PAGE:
Advertisement

Microchimica Acta

, 185:165 | Cite as

Aptamer-based determination of tumor necrosis factor α using a screen-printed graphite electrode modified with gold hexacyanoferrate

  • Maryam Hosseini Ghalehno
  • Mohammad Mirzaei
  • Masoud Torkzadeh-Mahani
Original Paper

Abstract

An aptamer based method is presented for the voltammetric determination of human tumor necrosis factor alpha (TNF-α). Layers of gold hexacyanoferrate (AuHCF) and gold nanoparticles (AuNPs) were directly immobilized on a graphite screen-printed electrode (SPE). Through the strong interaction between cyanide ions (CN) of AuHCF and AuNPs, gold nanoparticles are assembled on the modified SPE, and this allows for the covalent immobilization of thiolated aptamers against TNF-α (TNF-α-Apt). On incubation of the aptasensor with of TNF-α, the Apt/TNF-α complex is formed, and this leads to a hindered electron transfer and to a decrease in the peak current of the redox probe. Under optimum conditions and at a typical working as low as 0.1 V (vs. a silver pseudo electrode), the electrode works in the 10 pg.mL−1 to 40 μg.mL−1 TNF-α concentration range, with a 5.5 pg.mL−1 detection limit. The high sensitivity and wide detection range of this method allowed TNF-α to in human serum be detected even at very low concentrations.

Graphical abstract

Schematic diagram for fabrication of aptasensor: (a,b) formation of AuHCF film by electrodeposition; (c) assembled AuNPs; (d) TNF-α–aptamer loading; (e) blocking of nonspecific sites with 1-HT; and (f) binding to TNF-α

Keywords

Bioassay Aptasensor Electrochemical assay Differential pulse voltammetry Electrochemical impedance 

Notes

Acknowledgments

The authors wish to thank the Research Council of Shahid Bahonar University of Kerman and Graduate University of Advanced Technology of Kerman.

Compliance with ethical standards

The author(s) declare that they have no competing interests.

Supplementary material

604_2018_2704_MOESM1_ESM.docx (72 kb)
ESM 1 (DOCX 71 kb)

References

  1. 1.
    Chang R, Yee K-L, Sumbria RK (2017) Tumor necrosis factor α Inhibition for Alzheimer’s Disease. J Cent Nerv Syst Dis 9:1179573517705670CrossRefGoogle Scholar
  2. 2.
    Decourt B, Lahiri DK, Sabbagh MN (2017) Targeting tumor necrosis factor alpha for Alzheimer’s disease. Curr Alzheimer Res 14(4):412Google Scholar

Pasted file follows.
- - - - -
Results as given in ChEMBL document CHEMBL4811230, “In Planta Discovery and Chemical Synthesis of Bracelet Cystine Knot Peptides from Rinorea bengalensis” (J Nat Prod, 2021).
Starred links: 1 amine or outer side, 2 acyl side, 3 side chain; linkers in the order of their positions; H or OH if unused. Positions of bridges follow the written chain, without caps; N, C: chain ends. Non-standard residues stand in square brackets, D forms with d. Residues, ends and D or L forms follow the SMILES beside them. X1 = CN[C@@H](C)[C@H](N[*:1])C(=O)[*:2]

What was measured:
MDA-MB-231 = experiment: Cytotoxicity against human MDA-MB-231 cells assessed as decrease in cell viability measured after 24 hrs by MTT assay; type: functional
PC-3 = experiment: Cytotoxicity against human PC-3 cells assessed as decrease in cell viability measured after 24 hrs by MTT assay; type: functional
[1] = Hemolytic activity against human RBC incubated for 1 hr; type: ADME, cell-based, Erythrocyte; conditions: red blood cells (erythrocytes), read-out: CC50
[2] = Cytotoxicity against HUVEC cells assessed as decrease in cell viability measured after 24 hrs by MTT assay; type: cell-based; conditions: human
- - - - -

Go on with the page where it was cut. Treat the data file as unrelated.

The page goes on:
3. 3.
    Shamim D, Laskowski M (2017) Inhibition of inflammation mediated through the tumor necrosis factor α biochemical pathway can lead to favorable outcomes in Alzheimer disease. J Cent Nerv Syst Dis 9:1179573517722512CrossRefGoogle Scholar
  4. 4.
    Yates AM, Elvin SJ, Williamson DE (1999) The optimisation of a murine TNF-α ELISA and the application of the method to other murine cytokines. J Immunoass 20(1–2):31CrossRefGoogle Scholar
  5. 5.
    Zeman K, Kantorski J, Paleolog EM, Feldmann M, Tchórzewski H (1996) The role of receptors for tumour necrosis factor-α in the induction of human polymorphonuclear neutrophil chemiluminescence. Immunol Lett 53(1):45CrossRefGoogle Scholar
  6. 6.
    Saito K, Kobayashi D, Sasaki M, Araake H, Kida T, Yagihashi A, Yajima T, Kameshima H, Watanabe N (1999) Detection of human serum tumor necrosis factor-α in healthy donors, using a highly sensitive immuno-PCR assay. Clin Chem 45(5):665Google Scholar
  7. 7.
    Li T, Si Z, Hu L, Qi H, Yang M (2012) Prussian Blue-functionalized ceria nanoparticles as label for ultrasensitive detection of tumor necrosis factor-α. Sensors Actuators B Chem 171:1060CrossRefGoogle Scholar
  8. 8.
    Liu Y, Zhou Q, Revzin A (2013) An aptasensor for electrochemical detection of tumor necrosis factor in human blood. Analyst 138(15):4321CrossRefGoogle Scholar
  9. 9.
    Yin Z, Liu Y, Jiang L-P, Zhu J-J (2011) Electrochemical immunosensor of tumor necrosis factor α based on alkaline phosphatase functionalized nanospheres. Biosens Bioelectron 26(5):1890CrossRefGoogle Scholar
  10. 10.
    Yuan L, Hua X, Wu Y, Pan X, Liu S (2011) Polymer-functionalized silica nanosphere labels for ultrasensitive detection of tumor necrosis factor-alpha. Anal Chem 83(17):6800CrossRefGoogle Scholar
  11. 11.
    Yuan L, Wei W, Liu S (2012) Label-free electrochemical immunosensors based on surface-initiated atom radical polymerization. Biosens Bioelectron 38(1):79CrossRefGoogle Scholar
  12. 12.
    Hasanzadeh M, Shadjou N, de la Guardia M (2017) Aptamer-based assay of biomolecules: Recent advances in electro-analytical approach. Trends Anal Chem 89:119–132CrossRefGoogle Scholar
  13. 13.
    Tuerk C, Gold L (1990) Systematic evolution of ligands by exponential enrichment: RNA ligands to bacteriophage T4 DNA polymerase. Science 249(4968):505CrossRefGoogle Scholar
  14. 14.
    Bock LC, Griffin LC, Latham JA, Vermaas EH, Toole JJ (1992) Selection of single-stranded DNA molecules that bind and inhibit human thrombin. Nature 355(6360):564CrossRefGoogle Scholar
  15. 15.